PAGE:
Investigating AI as ritual through an experiential installation

Kevin Walker, Anna Drupka

Research output: Practice-Based and Non-textual ResearchExhibition


We demonstrate how artistic practice can contribute to understanding nonlinguistic aspects of artificial intelligence (AI) as a cultural actor, through the creation of a multisensory installation informed by ethnographic research. Focusing specifically on rituals and spirituality, we invert the common trajectory wherein anthropologists (for example Turner 2001) investigate rituals and shared experiences created through artistic production, then publish their findings as academic texts; we instead draw on rituals and symbolism from multiple cultural traditions to create an embodied experience of ineffable aspects of AI using tactile materials and spatial audio in an immersive space.

This artistic form of ethnography (or conversely ethnographic art) sits alongside approaches such as sensory ethnography (Pink 2009) and alien ethnography (Lenskjold and Jönsson 2017), and aligns with the experiential research cycle of Kolb (1984), encompassing phases of concrete experience, reflective observation, abstract conceptualisation, and active experimentation. We see parallels between artistic and ethnographic research – for example, both require the researcher to be both insider and outsider. According to O’Donoghue (2014), this means resisting the imperative to record immediately or force an interpretation from a distance; instead it means immersing oneself directly in the research experience.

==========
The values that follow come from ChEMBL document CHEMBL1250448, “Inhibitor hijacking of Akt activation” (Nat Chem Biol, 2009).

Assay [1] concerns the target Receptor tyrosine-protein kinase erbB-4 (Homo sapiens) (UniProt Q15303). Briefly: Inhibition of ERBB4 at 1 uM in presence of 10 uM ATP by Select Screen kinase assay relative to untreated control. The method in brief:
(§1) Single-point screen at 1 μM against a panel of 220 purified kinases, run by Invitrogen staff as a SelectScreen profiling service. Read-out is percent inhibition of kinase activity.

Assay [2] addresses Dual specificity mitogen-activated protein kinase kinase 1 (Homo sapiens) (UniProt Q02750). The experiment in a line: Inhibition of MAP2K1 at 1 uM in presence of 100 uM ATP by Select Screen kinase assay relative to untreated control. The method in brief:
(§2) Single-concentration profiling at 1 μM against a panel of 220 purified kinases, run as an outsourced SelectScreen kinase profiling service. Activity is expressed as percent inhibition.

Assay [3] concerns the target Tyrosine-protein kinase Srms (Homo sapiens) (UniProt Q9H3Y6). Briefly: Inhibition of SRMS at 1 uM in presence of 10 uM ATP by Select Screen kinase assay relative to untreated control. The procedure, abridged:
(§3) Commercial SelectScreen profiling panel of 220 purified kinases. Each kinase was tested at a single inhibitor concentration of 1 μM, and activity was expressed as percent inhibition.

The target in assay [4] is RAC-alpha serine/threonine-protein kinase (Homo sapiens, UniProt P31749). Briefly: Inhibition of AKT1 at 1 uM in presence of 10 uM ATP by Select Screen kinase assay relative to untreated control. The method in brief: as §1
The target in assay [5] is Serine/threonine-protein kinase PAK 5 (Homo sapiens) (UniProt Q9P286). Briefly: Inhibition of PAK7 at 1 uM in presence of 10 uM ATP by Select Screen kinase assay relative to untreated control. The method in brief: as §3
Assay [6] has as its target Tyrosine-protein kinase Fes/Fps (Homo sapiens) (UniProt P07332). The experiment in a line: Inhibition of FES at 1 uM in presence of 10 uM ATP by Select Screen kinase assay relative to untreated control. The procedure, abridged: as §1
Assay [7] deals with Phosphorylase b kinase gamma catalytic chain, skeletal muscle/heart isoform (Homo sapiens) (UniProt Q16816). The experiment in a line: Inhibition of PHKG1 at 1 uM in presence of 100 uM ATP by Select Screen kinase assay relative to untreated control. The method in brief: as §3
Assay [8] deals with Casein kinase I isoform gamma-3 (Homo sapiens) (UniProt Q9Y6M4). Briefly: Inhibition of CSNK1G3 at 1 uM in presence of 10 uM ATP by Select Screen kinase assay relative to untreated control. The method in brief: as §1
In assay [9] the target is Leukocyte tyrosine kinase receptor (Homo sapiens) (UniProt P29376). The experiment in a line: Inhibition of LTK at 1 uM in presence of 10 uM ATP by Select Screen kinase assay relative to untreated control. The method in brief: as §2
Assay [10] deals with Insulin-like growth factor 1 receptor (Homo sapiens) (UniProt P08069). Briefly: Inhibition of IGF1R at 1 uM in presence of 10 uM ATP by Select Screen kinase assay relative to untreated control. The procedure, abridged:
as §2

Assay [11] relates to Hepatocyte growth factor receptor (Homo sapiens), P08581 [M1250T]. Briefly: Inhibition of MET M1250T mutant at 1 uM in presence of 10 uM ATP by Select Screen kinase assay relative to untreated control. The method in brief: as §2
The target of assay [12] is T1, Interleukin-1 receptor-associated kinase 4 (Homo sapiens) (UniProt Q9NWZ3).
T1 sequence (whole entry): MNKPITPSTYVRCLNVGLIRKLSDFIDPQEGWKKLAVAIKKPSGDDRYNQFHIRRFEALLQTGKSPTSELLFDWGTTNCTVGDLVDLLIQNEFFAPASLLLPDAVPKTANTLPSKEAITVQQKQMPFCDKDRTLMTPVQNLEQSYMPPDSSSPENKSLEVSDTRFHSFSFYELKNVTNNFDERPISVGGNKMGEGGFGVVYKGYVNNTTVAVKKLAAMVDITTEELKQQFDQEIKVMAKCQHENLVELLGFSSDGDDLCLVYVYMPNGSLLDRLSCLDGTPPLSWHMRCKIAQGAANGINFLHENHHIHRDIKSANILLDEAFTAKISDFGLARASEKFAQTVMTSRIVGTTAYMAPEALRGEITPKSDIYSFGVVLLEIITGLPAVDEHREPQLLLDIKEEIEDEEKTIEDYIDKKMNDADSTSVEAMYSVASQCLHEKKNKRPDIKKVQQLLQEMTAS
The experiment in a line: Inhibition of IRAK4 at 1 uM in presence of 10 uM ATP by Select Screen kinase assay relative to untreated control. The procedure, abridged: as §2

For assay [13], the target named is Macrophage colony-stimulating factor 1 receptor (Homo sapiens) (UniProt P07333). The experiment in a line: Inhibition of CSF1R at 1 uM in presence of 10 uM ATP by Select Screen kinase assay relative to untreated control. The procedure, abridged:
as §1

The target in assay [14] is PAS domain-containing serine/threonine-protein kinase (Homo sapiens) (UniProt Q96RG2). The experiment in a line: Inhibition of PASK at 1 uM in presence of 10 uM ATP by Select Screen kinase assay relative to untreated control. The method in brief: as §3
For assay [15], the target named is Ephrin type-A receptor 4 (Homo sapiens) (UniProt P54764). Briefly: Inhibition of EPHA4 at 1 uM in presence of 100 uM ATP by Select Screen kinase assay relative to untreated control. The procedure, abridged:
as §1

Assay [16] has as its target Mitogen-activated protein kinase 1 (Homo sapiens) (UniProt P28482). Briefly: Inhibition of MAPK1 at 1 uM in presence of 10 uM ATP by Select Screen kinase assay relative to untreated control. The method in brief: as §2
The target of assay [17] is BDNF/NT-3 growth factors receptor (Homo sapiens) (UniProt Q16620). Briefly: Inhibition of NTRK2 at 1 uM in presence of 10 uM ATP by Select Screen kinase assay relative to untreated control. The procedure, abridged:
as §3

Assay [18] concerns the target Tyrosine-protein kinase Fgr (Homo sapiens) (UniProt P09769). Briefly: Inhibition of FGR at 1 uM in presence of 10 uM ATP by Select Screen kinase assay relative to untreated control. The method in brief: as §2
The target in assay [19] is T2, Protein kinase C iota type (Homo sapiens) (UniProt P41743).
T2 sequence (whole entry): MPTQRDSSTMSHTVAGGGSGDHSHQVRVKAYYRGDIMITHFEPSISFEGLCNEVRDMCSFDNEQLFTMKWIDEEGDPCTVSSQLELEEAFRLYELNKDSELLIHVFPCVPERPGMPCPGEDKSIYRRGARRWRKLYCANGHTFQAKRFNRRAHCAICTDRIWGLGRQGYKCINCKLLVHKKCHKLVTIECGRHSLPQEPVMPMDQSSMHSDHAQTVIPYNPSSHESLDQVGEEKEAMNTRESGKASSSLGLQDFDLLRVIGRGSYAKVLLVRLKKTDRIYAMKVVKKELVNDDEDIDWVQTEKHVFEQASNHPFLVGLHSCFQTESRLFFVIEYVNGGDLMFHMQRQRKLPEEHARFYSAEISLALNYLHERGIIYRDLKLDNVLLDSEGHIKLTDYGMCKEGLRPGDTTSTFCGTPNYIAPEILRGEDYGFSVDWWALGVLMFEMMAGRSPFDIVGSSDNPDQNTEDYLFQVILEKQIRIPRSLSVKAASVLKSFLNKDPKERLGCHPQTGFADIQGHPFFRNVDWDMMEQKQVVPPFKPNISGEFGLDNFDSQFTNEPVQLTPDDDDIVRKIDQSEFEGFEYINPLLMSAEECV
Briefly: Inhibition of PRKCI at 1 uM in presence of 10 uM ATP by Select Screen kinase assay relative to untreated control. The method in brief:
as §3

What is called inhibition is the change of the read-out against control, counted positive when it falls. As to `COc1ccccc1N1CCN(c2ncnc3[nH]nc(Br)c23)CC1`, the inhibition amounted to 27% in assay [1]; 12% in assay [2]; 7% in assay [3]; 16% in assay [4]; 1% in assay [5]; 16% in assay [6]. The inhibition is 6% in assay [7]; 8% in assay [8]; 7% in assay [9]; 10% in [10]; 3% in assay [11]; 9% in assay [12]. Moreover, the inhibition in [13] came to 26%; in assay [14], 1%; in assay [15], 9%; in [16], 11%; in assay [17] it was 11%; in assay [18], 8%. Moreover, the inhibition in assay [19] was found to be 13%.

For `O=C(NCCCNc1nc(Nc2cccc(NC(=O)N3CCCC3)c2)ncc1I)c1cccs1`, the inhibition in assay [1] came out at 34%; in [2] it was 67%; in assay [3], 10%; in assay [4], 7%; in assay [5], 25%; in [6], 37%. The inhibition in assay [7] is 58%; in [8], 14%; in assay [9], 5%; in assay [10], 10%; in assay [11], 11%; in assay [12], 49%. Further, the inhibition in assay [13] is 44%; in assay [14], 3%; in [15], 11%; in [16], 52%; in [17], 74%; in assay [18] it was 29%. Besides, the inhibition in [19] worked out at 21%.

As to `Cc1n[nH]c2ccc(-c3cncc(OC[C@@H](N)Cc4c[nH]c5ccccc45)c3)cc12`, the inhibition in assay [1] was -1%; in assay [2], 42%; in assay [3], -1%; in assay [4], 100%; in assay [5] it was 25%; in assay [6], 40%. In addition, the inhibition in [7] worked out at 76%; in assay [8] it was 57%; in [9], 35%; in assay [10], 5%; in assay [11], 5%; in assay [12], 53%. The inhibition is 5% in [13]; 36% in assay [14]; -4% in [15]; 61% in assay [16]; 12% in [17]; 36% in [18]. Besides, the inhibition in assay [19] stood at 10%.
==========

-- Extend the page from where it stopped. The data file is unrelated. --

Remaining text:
Individually we have created ethnographically-informed artworks, for example Ritual (2014) by Walker, The Water Ritual (2017) by Drupka, and Daily Rituals (2022) by Walker. We have collaborated to create a multisensory space devoted to ritualistic and spiritual aspects of AI, avoiding AI’s reliance on language and measurement, and common contemporary practice of using AI to create words or images.
Original languageEnglish
Publication statusUnpublished - 2022
EventAI - NDSM Fuse, Amsterdam, Netherlands
Duration: 1 Oct 202226 Mar 2023


  • ethnography
  • Artificial intelligence
  • spirituality
  • ritual
  • art

ASJC Scopus subject areas

  • General Arts and Humanities
  • Religious studies
  • Artificial Intelligence


Dive into the research topics of 'Investigating AI as ritual through an experiential installation'. Together they form a unique fingerprint.
  • F0lded 1n

    Walker, K. & Drupka, A., 30 Sept 2022

    Research output: Practice-Based and Non-textual ResearchExhibition

Cite this